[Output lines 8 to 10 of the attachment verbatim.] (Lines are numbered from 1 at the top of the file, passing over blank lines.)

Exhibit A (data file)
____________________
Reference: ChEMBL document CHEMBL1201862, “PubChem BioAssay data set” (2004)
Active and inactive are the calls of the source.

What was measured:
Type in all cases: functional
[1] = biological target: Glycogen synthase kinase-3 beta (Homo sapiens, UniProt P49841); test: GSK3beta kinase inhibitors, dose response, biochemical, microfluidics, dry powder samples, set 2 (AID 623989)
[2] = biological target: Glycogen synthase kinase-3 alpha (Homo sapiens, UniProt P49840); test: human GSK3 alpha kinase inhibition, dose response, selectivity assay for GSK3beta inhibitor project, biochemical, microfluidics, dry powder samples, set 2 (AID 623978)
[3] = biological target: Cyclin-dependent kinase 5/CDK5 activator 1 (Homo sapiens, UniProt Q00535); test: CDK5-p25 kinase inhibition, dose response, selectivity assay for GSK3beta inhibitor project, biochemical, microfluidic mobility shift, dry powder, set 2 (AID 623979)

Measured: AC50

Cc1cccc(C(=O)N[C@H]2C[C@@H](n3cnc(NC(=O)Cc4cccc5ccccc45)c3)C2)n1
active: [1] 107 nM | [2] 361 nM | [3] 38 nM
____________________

Measured: AC50

Cc1cccc(C(=O)N[C@H]2C[C@@H](n3cnc(NC(=O)Cc4cccc5ccccc45)c3)C2)n1
active: [1] 107 nM | [2] 361 nM | [3] 38 nM